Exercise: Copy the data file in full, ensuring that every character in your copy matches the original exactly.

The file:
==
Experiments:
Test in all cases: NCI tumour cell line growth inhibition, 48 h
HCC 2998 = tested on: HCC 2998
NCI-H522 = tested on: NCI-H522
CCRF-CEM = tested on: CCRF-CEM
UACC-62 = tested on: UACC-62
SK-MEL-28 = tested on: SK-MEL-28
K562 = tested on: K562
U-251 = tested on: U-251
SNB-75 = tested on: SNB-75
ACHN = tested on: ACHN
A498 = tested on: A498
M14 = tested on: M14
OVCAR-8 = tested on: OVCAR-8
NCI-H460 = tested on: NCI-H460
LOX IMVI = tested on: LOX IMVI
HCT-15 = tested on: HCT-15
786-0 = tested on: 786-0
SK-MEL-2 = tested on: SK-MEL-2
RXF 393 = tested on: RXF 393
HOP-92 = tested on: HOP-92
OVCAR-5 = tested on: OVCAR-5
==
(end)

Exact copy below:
Experiments:
Test in all cases: NCI tumour cell line growth inhibition, 48 h
HCC 2998 = tested on: HCC 2998
NCI-H522 = tested on: NCI-H522
CCRF-CEM = tested on: CCRF-CEM
UACC-62 = tested on: UACC-62
SK-MEL-28 = tested on: SK-MEL-28
K562 = tested on: K562
U-251 = tested on: U-251
SNB-75 = tested on: SNB-75
ACHN = tested on: ACHN
A498 = tested on: A498
M14 = tested on: M14
OVCAR-8 = tested on: OVCAR-8
NCI-H460 = tested on: NCI-H460
LOX IMVI = tested on: LOX IMVI
HCT-15 = tested on: HCT-15
786-0 = tested on: 786-0
SK-MEL-2 = tested on: SK-MEL-2
RXF 393 = tested on: RXF 393
HOP-92 = tested on: HOP-92
OVCAR-5 = tested on: OVCAR-5